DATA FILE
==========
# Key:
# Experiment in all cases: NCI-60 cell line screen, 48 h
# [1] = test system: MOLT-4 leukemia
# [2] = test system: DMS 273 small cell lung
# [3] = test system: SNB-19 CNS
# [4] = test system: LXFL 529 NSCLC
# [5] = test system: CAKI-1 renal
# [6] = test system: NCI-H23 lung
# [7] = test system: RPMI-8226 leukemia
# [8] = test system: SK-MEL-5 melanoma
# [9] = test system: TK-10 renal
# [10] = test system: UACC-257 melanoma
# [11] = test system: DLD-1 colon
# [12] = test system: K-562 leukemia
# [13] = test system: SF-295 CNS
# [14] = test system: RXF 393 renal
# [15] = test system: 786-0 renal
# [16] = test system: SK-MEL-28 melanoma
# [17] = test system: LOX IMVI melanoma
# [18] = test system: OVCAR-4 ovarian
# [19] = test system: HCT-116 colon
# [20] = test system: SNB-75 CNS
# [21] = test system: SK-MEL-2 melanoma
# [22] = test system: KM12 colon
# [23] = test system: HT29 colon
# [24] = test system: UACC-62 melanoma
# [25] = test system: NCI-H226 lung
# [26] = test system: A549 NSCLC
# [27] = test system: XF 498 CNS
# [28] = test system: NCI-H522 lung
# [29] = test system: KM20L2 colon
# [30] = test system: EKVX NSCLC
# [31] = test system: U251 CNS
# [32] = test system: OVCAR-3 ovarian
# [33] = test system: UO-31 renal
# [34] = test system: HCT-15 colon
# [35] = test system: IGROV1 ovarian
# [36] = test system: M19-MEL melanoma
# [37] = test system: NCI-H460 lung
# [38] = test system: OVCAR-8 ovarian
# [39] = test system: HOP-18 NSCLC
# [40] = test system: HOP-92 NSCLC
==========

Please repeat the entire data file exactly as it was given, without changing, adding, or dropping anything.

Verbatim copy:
# Key:
# Experiment in all cases: NCI-60 cell line screen, 48 h
# [1] = test system: MOLT-4 leukemia
# [2] = test system: DMS 273 small cell lung
# [3] = test system: SNB-19 CNS
# [4] = test system: LXFL 529 NSCLC
# [5] = test system: CAKI-1 renal
# [6] = test system: NCI-H23 lung
# [7] = test system: RPMI-8226 leukemia
# [8] = test system: SK-MEL-5 melanoma
# [9] = test system: TK-10 renal
# [10] = test system: UACC-257 melanoma
# [11] = test system: DLD-1 colon
# [12] = test system: K-562 leukemia
# [13] = test system: SF-295 CNS
# [14] = test system: RXF 393 renal
# [15] = test system: 786-0 renal
# [16] = test system: SK-MEL-28 melanoma
# [17] = test system: LOX IMVI melanoma
# [18] = test system: OVCAR-4 ovarian
# [19] = test system: HCT-116 colon
# [20] = test system: SNB-75 CNS
# [21] = test system: SK-MEL-2 melanoma
# [22] = test system: KM12 colon
# [23] = test system: HT29 colon
# [24] = test system: UACC-62 melanoma
# [25] = test system: NCI-H226 lung
# [26] = test system: A549 NSCLC
# [27] = test system: XF 498 CNS
# [28] = test system: NCI-H522 lung
# [29] = test system: KM20L2 colon
# [30] = test system: EKVX NSCLC
# [31] = test system: U251 CNS
# [32] = test system: OVCAR-3 ovarian
# [33] = test system: UO-31 renal
# [34] = test system: HCT-15 colon
# [35] = test system: IGROV1 ovarian
# [36] = test system: M19-MEL melanoma
# [37] = test system: NCI-H460 lung
# [38] = test system: OVCAR-8 ovarian
# [39] = test system: HOP-18 NSCLC
# [40] = test system: HOP-92 NSCLC